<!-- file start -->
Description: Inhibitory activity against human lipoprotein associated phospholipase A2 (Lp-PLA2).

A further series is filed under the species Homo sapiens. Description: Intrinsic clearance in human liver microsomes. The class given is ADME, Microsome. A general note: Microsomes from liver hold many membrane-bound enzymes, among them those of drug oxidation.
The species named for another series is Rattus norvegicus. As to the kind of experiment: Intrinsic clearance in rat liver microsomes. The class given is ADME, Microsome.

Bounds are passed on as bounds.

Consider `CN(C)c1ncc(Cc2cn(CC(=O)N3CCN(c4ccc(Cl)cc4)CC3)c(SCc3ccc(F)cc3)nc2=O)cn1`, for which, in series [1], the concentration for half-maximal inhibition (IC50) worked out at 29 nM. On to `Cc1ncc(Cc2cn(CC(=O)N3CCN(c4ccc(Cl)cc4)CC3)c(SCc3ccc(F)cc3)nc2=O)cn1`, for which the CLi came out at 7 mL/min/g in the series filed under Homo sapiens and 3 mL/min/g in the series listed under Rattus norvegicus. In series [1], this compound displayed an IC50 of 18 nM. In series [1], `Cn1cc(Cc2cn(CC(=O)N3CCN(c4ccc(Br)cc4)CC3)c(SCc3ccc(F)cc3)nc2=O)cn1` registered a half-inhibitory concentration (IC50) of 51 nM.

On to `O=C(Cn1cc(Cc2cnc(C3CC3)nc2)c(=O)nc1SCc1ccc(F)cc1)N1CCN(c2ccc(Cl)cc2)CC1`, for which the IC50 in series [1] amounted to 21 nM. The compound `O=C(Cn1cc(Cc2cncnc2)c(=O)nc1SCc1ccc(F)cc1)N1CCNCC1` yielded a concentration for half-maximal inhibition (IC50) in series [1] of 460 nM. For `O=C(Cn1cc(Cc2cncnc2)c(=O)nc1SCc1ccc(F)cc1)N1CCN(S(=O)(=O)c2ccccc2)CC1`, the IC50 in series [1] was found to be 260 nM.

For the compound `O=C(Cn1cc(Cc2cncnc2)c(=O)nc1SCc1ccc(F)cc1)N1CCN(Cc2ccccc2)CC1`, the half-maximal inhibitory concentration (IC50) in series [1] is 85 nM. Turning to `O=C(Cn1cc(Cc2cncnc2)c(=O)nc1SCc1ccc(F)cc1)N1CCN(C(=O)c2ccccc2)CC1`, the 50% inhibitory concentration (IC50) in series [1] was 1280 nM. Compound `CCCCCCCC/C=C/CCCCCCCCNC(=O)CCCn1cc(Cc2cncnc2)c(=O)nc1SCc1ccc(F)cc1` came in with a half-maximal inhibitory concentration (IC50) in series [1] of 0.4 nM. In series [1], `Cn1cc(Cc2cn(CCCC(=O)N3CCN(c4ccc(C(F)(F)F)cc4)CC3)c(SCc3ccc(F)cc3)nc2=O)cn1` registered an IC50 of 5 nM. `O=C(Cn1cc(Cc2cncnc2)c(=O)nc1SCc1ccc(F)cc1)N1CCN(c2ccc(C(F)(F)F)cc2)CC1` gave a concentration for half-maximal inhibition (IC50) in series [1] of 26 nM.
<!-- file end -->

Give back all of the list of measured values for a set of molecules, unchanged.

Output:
Description: Inhibitory activity against human lipoprotein associated phospholipase A2 (Lp-PLA2).

A further series is filed under the species Homo sapiens. Description: Intrinsic clearance in human liver microsomes. The class given is ADME, Microsome. A general note: Microsomes from liver hold many membrane-bound enzymes, among them those of drug oxidation.
The species named for another series is Rattus norvegicus. As to the kind of experiment: Intrinsic clearance in rat liver microsomes. The class given is ADME, Microsome.

Bounds are passed on as bounds.

Consider `CN(C)c1ncc(Cc2cn(CC(=O)N3CCN(c4ccc(Cl)cc4)CC3)c(SCc3ccc(F)cc3)nc2=O)cn1`, for which, in series [1], the concentration for half-maximal inhibition (IC50) worked out at 29 nM. On to `Cc1ncc(Cc2cn(CC(=O)N3CCN(c4ccc(Cl)cc4)CC3)c(SCc3ccc(F)cc3)nc2=O)cn1`, for which the CLi came out at 7 mL/min/g in the series filed under Homo sapiens and 3 mL/min/g in the series listed under Rattus norvegicus. In series [1], this compound displayed an IC50 of 18 nM. In series [1], `Cn1cc(Cc2cn(CC(=O)N3CCN(c4ccc(Br)cc4)CC3)c(SCc3ccc(F)cc3)nc2=O)cn1` registered a half-inhibitory concentration (IC50) of 51 nM.

On to `O=C(Cn1cc(Cc2cnc(C3CC3)nc2)c(=O)nc1SCc1ccc(F)cc1)N1CCN(c2ccc(Cl)cc2)CC1`, for which the IC50 in series [1] amounted to 21 nM. The compound `O=C(Cn1cc(Cc2cncnc2)c(=O)nc1SCc1ccc(F)cc1)N1CCNCC1` yielded a concentration for half-maximal inhibition (IC50) in series [1] of 460 nM. For `O=C(Cn1cc(Cc2cncnc2)c(=O)nc1SCc1ccc(F)cc1)N1CCN(S(=O)(=O)c2ccccc2)CC1`, the IC50 in series [1] was found to be 260 nM.

For the compound `O=C(Cn1cc(Cc2cncnc2)c(=O)nc1SCc1ccc(F)cc1)N1CCN(Cc2ccccc2)CC1`, the half-maximal inhibitory concentration (IC50) in series [1] is 85 nM. Turning to `O=C(Cn1cc(Cc2cncnc2)c(=O)nc1SCc1ccc(F)cc1)N1CCN(C(=O)c2ccccc2)CC1`, the 50% inhibitory concentration (IC50) in series [1] was 1280 nM. Compound `CCCCCCCC/C=C/CCCCCCCCNC(=O)CCCn1cc(Cc2cncnc2)c(=O)nc1SCc1ccc(F)cc1` came in with a half-maximal inhibitory concentration (IC50) in series [1] of 0.4 nM. In series [1], `Cn1cc(Cc2cn(CCCC(=O)N3CCN(c4ccc(C(F)(F)F)cc4)CC3)c(SCc3ccc(F)cc3)nc2=O)cn1` registered an IC50 of 5 nM. `O=C(Cn1cc(Cc2cncnc2)c(=O)nc1SCc1ccc(F)cc1)N1CCN(c2ccc(C(F)(F)F)cc2)CC1` gave a concentration for half-maximal inhibition (IC50) in series [1] of 26 nM.